Good night, Lillebjørn

Oslo’s beloved troubadour is laid to rest


Good Night, Lillebjørn Nilsen

Photo: Håkon Mosvold Larsen / NTB
Lillebjørn Nilsen was honored on the front pages of the Norwegian newspapers VG, Aftenposten, and Dagbladet—and now The Norwegian American.

Ragnhild Hjeltnes
Assistant Editor
The Norwegian American

Hardanger fiddle, bagpipes, willow flute, and one last song by Gitarkameratene. Oslo has said goodbye to Lillebjørn Nilsen.

Lillebjørn Nilsen’s funeral service

Photo: Cornelius Poppe / NTB
Lillebjørn Nilsen’s funeral service in Oslo City Hall was not paid for by the Norwegian state, but Oslo Municipality split the cost with the family.

People lined up outside Oslo City Hall on Feb. 9 when one of Norway’s greatest folk musicians was laid to rest. The room accommodated 900 people, including the minister of culture, the mayor, famous artists, and people who loved Lillebjørn’s music.

In accordance with the family’s wishes, the non-denominational funeral service was open to the public.

Photo: Cornelius Poppe / NTB
Lillebjørn Nilsen’s coffin was adorned with flowers at Oslo City Hall, where 900 people attended his funeral.

“The ties between him and Oslo’s residents are strong,” said Oslo Mayor Anne Lindboe (Conservative Party) in her introductory remarks.

“In recent weeks, I have heard many people say that Lillebjørn loved Oslo, and Oslo loved Lillebjørn back.”

The funeral was also the very last time the legendary Gitarkamateratene performed as a group. Jan Eggum, Halvdan Sivertsen, and Øystein Sunde sang “Se alltid lyst på livet” and said that the group is “officially done.”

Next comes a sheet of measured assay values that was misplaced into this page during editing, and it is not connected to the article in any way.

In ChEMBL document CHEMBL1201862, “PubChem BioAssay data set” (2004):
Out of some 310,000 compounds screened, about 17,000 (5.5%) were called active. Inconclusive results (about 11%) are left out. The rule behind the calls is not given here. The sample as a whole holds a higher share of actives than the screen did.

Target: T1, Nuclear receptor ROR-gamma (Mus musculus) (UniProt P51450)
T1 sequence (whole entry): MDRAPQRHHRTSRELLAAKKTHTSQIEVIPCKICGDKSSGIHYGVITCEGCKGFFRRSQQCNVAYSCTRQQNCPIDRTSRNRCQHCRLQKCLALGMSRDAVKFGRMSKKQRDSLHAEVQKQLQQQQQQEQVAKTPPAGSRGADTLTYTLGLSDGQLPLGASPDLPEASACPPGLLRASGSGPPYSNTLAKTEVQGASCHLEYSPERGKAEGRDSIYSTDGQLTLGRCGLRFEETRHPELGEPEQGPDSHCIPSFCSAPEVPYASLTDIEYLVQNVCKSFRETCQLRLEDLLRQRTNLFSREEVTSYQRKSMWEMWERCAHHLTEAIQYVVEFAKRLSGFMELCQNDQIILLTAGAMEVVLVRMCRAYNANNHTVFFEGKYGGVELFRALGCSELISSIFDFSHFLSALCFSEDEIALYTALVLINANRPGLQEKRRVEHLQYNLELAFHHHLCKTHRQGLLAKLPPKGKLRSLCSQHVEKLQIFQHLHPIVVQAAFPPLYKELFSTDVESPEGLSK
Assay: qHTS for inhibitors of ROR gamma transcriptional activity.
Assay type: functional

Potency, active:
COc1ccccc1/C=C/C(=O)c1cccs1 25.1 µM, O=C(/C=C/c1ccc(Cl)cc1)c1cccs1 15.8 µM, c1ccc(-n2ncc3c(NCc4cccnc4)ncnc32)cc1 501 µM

It was one of many musical performances at the funeral. With the exception of one fiddle piece, all were songs with lyrics or music by Lillebjørn. Bolteløkka children’s choir performed “Barn av regnbuen.”

Steinar Ofsdal was one of many who said their final goodbyes during the service.

Ofsdal described his friendship with Lillebjørn from the band The Young Norwegians and their musical journey from orchestra and jazz to folk music.

“I got to know an incredibly creative guy, bursting with ideas, of all kinds. You also had a sense of humor that rubbed off on me,” he said.

Ofsdal also touched on another side of the beloved artist:

“I wonder if people realized how shy you were. You weren’t exactly a small talker. But you loved your audience, and you wanted to convey. You wanted to tell a story,” he said.

Former Minister of Culture Åse Kleveland also gave a speech. At the end of the 1970s, Kleveland played in the band Ballade! with Lillebjørn Nilsen, Birgitte Grimstad, and Lars Klevstrand.

“There are few who leave behind such a rich legacy, loved by so many,” she said.

“Lillebjørn had a sensitivity and thoroughness that enabled him to sense moods and formulate them in words and music, whether his songs told stories from his city, Oslo, or the countryside, whether political or wildly funny.”

Lillebjørn Nilsen’s funeral service

Photo: Cornelius Poppe / NTB
The coffin was solemnly carried out of Oslo City Hall after the service, accompanied by bagpipes playing “Amazing Grace.”

The popular artist did not get a funeral paid for by the Norwegian state, but Oslo municipality split the cost with the family.

The city also honored Lillebjørn Nilsen with bells chiming “God natt, Oslo” from the City Hall every day leading up to Feb. 9.

Lillebjørn Nilsen was 73 years old.

This article originally appeared in the April 2024 issue of The Norwegian American.

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Ragnhild Hjeltnes

Ragnhild Hjeltnes is assistant editor of The Norwegian American. Born and raised in Norway, she studied at Luther College in Iowa and at the University of Minnesota. She has worked at the consulate in Minneapolis for several years and now lives in New York with her family.